What Is A Web Crawler And How Does It Work?

February 01, 2024

Imagine a dedicated researcher looking tirelessly for the right information you need from the ocean of information available on the internet. That's what a web crawler does! These web crawlers, also known as web spiders, crawl through the web pages and collect the relevant information when a search query is made. Though they operate behind the scenes, they shed light on the business strategies. But how do they work, and why are they so crucial for businesses? In this blog, we will understand how they work their magic and how they can be a game-changer for businesses of all sizes and types. Worry not; you don't have to be a tech whizz to understand this; we will break it down for you into understandable pieces.

What is a Web Crawler?

Web crawling is an automated process of systematically browsing the internet, visiting websites, downloading content, and following links to discover more websites using the software called a "web crawler" or a "bot". The primary purpose of web crawling is to index the content of websites on the internet so they can be retrieved and displayed when someone searches for them.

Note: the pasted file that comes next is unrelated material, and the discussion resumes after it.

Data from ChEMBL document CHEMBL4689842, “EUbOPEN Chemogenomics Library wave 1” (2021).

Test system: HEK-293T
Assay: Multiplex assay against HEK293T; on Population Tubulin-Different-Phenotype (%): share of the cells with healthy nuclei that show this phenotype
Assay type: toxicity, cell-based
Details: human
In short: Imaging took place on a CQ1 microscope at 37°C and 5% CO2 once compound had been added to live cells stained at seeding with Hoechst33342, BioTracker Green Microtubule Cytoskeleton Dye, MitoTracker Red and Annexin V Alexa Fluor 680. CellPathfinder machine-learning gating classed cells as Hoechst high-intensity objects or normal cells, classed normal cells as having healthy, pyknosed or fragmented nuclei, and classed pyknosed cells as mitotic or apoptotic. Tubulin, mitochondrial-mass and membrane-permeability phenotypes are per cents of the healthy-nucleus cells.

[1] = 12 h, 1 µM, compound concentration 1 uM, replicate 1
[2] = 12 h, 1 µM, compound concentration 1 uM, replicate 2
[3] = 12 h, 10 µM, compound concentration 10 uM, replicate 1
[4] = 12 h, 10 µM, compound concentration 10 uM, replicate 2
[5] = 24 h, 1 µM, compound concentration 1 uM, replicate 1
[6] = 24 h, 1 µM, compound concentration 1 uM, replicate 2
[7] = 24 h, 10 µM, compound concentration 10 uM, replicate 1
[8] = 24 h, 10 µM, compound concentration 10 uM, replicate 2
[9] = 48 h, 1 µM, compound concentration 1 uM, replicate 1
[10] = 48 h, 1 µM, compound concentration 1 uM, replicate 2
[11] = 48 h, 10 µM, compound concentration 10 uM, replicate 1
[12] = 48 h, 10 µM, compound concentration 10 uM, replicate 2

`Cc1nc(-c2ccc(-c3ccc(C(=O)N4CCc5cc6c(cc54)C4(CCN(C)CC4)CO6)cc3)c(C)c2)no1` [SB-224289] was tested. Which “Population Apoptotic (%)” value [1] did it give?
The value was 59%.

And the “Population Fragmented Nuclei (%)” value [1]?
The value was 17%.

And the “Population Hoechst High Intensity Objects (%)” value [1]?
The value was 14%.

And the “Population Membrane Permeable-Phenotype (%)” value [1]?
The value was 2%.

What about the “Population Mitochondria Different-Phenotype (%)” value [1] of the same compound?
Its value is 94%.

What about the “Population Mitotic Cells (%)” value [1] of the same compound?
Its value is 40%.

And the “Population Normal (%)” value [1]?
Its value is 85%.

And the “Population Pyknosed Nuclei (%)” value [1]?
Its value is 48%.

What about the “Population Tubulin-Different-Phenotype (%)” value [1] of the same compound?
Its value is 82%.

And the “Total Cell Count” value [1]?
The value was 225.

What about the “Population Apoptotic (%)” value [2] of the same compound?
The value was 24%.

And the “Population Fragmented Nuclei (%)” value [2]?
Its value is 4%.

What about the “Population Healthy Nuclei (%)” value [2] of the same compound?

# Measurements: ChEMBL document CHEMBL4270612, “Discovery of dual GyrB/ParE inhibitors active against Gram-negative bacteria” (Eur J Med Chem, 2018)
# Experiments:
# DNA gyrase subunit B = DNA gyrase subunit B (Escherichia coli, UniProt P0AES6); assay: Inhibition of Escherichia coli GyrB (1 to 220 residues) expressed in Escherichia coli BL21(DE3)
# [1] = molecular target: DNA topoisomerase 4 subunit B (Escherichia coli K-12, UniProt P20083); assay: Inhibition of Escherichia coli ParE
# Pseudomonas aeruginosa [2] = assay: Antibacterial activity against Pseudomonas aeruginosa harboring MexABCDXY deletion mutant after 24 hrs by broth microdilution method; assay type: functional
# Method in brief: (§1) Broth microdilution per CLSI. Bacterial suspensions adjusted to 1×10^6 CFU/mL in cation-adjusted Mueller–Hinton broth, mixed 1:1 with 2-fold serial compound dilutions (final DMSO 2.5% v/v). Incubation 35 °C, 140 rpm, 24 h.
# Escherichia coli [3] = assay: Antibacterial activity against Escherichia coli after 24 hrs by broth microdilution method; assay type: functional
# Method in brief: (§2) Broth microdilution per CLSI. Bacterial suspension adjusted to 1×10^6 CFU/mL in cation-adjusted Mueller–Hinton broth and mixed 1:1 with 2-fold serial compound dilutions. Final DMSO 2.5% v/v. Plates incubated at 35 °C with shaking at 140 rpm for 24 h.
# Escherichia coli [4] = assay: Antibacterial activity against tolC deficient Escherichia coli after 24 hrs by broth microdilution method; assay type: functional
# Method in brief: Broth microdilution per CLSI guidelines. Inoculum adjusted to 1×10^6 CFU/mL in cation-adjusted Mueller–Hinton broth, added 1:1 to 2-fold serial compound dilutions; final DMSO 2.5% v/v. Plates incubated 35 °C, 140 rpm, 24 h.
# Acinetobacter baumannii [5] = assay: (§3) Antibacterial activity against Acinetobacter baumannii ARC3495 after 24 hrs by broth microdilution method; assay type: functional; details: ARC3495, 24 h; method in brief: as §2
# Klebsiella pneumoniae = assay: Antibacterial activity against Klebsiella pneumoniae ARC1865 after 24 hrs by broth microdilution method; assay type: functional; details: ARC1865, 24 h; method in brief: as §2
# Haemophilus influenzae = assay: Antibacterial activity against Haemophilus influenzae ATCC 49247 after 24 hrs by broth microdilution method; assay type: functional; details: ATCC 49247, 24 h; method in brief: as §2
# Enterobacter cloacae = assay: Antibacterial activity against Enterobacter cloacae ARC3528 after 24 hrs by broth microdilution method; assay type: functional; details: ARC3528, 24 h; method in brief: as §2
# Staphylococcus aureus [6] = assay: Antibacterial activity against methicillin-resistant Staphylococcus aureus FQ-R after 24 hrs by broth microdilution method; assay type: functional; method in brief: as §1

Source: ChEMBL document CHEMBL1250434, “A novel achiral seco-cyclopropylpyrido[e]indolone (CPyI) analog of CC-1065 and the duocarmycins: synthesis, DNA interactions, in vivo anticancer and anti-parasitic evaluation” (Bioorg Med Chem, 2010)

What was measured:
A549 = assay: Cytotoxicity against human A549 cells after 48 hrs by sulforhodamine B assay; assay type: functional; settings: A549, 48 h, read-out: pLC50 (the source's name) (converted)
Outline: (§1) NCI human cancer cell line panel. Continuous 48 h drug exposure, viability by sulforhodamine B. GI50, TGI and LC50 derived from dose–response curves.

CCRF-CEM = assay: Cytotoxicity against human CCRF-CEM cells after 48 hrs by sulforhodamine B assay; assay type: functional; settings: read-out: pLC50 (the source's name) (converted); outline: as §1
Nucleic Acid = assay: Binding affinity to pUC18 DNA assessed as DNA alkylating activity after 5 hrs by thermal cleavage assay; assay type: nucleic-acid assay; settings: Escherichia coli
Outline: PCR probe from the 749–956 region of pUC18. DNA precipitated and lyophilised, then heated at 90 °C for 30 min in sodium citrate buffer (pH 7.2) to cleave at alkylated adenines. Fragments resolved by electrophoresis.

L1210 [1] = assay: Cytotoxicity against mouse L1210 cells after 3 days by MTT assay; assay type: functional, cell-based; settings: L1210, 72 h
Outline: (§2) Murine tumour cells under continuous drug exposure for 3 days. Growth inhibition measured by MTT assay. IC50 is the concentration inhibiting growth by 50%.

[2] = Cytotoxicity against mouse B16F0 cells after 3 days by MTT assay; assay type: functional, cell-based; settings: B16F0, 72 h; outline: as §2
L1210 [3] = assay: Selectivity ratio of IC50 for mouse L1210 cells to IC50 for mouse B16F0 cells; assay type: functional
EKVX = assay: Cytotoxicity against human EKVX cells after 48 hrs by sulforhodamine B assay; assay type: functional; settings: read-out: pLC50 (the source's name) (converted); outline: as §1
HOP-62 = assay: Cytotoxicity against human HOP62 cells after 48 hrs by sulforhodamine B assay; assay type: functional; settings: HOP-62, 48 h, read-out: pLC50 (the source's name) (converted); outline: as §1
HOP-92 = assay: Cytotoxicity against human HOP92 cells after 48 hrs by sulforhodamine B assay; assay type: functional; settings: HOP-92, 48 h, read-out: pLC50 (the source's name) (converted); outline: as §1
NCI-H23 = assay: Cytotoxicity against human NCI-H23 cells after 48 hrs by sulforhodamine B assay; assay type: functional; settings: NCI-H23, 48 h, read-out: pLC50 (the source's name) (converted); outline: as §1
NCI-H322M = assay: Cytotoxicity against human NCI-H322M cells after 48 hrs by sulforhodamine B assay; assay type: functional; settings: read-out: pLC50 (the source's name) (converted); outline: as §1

A web crawler or a spiderbot, is an internet bot that systematically navigates through the internet for web indexing. That means it scans websites to index all the visited pages which is later processed by the search engine, and download pages for quick and accurate searches.

In simple terms, a web crawler is like a librarian cataloging the books available in the library. By cataloging the entire library, the librarian ensures that visitors find exactly what they're looking for when visiting the library.

Unlike a library, the internet does not have a physical pile of books, which makes it even harder to index as most of the data can be overlooked for various reasons. There are billions of web pages available on the internet; a web crawler starts by visiting the known web pages, then visits the pages following the hyperlinks, and then the process continues.

How Web Crawler Works?

The internet is continuously evolving, and it is impossible to keep track of the total number of web pages. It starts with a list of seed URLs and visits to each website. Upon arrival, it reads the website content and extracts links within the pages. The crawler then follows those links to discover additional pages. This continuous process allows a web crawler to index the content of various web pages on the internet. When a web crawler visits a webpage, it collects data about the page and stores this information in an index or database. This process transforms the map into a searchable library, allowing search engines to quickly find and rank relevant websites for user queries.